GOP lawmaker threatens new Indian war

In a little-noted interview on the Oct. 28 episode of right-wing online video show "In The Trenches with Teddy Daniels," Arizona Republican Rep. Paul Gosar suggested that his party's gubernatorial candidate, Kari Lake, could order the state's National Guard to surround and blockade the Tohono O'odham Nation, a Native American reservation that borders Mexico, ensuring that "no one passes." Gosar also offered the notion that Lake could go to the US Supreme Court to seek state authority over the reservation.

"What if, just what if, somebody like Kari Lake wins the governorship, which she should, and she follows through on her promise like Donald Trump did, and says, 'OK, I'm calling a state of emergency across the state of Arizona. I'm militia-izing the National Guard. I am putting them on the border. And let's do this: Let's outline the Tohono O'odham Nation'," Gosar said during the interview with Bikers for Trump member Teddy Daniels, who placed third in the Republican primary for Pennsylvania lieutenant governor earlier this year (his campaign derailed by accusations of domestic abuse).

Gosar continued: "We outline them all—with all our National Guard. And we say, no one passes. Well, that tells the Tohono O'odham, you're either America and Arizona first, or you're Mexico first. And Mexico doesn't recognize you. Oh, that's a good one."

Gosar went on to say Lake could take the matter to the Supreme Court: "And then—then we say, 'Wait a minute. You failed at your jurisdiction and your guarantee clause of the invasion clause. So we're taking back order. What does the state have that you and I don't? It has direct redress to the Supreme Court. You're at that point now where you have to start that fight. Take the fight to the Supreme Court."

The "invasion clause" is presumably a reference to the US Constitution's Protection Against Invasion Clause, which does "guarantee" that the federal government (not Indian tribes) will protect the states against "invasion" (not undocumented immigration). As for the claim that Mexico "doesn't recognize" the Tohono O'odham, the Mexican state of Sonora (across from Arizona) does indeed recognize the territorial and cultural rights of the designated "binational ethnic group," who inhabit several municipalities on the southern side of the border and are granted free access to pass back and forth.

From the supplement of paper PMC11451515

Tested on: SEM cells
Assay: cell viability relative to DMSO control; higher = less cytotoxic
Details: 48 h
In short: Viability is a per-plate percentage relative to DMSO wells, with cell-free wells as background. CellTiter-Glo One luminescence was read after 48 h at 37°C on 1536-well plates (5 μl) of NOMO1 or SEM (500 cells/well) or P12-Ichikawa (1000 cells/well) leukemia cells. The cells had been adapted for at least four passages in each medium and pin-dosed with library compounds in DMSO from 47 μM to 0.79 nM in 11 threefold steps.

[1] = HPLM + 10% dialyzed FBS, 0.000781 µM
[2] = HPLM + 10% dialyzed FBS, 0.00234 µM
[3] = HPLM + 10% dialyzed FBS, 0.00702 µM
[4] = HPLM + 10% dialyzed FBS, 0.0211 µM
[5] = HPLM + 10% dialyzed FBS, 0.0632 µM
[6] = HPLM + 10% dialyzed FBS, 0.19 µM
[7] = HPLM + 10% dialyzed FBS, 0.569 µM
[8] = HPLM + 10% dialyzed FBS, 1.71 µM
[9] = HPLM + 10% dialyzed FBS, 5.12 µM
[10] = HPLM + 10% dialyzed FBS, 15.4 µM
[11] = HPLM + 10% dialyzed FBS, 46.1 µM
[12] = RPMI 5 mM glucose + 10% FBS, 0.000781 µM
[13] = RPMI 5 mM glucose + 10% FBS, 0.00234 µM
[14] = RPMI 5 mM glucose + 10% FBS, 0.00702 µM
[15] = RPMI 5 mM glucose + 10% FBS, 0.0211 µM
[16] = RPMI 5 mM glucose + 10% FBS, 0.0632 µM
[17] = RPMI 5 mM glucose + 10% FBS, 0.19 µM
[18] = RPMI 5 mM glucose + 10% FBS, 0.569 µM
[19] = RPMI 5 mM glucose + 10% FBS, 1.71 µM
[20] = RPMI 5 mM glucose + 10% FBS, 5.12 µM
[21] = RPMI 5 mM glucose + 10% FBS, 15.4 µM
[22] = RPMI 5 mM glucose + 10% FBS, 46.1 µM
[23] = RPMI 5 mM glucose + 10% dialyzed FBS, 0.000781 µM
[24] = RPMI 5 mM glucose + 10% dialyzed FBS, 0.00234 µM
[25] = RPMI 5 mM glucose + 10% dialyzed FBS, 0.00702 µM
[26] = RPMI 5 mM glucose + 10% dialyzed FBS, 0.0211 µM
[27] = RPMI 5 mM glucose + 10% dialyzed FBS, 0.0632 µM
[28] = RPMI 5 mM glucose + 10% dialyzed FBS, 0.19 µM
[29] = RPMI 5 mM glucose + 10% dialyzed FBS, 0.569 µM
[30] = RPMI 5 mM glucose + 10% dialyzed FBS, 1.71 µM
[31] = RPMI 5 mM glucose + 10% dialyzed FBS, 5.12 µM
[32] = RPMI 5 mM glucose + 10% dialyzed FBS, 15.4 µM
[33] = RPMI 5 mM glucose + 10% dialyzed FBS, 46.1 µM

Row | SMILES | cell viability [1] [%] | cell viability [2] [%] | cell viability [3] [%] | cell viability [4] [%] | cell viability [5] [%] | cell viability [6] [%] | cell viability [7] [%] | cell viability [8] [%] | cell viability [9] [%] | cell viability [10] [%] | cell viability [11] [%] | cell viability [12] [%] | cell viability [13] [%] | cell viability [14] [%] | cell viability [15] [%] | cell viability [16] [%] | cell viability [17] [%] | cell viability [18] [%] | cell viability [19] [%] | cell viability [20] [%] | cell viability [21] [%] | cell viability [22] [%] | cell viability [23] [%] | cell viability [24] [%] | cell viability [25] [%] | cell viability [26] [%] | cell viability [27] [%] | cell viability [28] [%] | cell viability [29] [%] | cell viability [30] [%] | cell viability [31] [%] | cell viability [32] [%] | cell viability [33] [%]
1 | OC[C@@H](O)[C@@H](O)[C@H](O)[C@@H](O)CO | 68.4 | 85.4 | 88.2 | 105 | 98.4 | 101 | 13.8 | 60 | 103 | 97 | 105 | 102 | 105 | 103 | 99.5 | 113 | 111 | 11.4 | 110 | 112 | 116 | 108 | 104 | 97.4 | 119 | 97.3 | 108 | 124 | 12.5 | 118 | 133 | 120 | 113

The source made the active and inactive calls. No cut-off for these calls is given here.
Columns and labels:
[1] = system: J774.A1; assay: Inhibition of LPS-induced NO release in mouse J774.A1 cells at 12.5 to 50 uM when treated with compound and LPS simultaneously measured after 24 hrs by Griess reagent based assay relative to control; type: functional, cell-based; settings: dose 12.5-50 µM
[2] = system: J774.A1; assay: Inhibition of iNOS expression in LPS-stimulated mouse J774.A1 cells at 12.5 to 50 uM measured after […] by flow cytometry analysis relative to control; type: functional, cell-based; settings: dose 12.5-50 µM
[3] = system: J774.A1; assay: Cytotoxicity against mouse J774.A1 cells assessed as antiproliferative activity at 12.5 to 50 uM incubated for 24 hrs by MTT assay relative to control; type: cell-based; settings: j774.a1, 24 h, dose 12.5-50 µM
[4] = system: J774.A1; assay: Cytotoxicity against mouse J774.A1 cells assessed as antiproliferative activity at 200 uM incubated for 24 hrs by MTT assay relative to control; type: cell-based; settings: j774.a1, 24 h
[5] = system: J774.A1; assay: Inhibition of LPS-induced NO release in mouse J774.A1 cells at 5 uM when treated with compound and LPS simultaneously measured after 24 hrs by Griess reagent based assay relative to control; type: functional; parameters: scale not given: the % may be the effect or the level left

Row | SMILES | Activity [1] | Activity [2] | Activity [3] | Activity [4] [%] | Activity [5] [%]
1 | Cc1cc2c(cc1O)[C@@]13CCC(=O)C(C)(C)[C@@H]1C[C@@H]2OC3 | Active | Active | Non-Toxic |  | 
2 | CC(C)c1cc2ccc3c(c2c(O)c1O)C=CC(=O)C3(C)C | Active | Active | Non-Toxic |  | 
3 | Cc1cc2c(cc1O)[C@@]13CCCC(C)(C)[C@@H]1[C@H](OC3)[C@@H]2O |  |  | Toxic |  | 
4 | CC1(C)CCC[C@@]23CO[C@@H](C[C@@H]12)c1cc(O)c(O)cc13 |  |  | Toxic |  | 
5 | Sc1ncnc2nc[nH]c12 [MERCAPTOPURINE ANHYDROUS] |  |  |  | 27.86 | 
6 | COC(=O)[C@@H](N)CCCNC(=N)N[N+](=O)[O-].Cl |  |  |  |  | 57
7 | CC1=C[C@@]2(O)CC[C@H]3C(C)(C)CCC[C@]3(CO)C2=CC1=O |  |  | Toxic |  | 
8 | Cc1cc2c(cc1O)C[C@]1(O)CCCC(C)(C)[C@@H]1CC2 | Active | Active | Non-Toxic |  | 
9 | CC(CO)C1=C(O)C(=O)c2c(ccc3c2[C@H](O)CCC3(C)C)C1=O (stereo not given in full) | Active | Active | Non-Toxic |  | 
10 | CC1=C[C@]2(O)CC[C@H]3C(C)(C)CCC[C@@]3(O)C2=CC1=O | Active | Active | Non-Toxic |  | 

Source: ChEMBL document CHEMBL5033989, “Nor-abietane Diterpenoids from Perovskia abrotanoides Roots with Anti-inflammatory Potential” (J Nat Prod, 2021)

Reporter Nick R. Martin, who brought Gosar's indiscretion to light in The Informant, notes that the tribe's reservation has a population of 9,561, about 40% of whom live below the poverty line. The large expanse of land reaches from central Arizona to a 74-mile stretch of the US-Mexico border. Contrary to Gosar's accusations, the Tohono O'odham tribal government cooperates with the Border Patrol, and even joined the multi-agency Southwest Border Task Force. However, the Tohono O'odham have long opposed plans for a border wall that would cut through their traditional territory, and most recently protested that they were never consulted on the destruction of their ancestral sites to make way for the barrier. There is a No Wall page on the tribe's official website.

Gosar’s comments came a day after Ned Norris Jr., chairman of the Tohono O'odham Nation, took part in a press conference held by the Inter Tribal Council of Arizona, in which he blasted Lake's candidacy, calling her talk of an "invasion" from across the border "irresponsible nonsense." Norris has said as far back as 2007 that a border wall would only be built on the reservation "over my dead body." (More at Raw Story)

The Arizona governor's race is still too close to call, with Democratic candidate Katie Hobbs holding a narrow lead over Trump ally Lake, who has refused to commit to accepting the election result if she loses. (CNN)

Border agents not charged in killing of unarmed indigenous man

The US Department of Justice has declined to charge Border Patrol agents for the May 18 fatal shooting of Raymond Mattia, a member of the Tohono O'odham Nation, according to tribal leadership. The statement from the Tohono O'odham Nation Chairman Verlon M. Jose and Chairwoman Carla L. Johnson criticized the decision not to press charges as a "travesty of justice." (Jurist)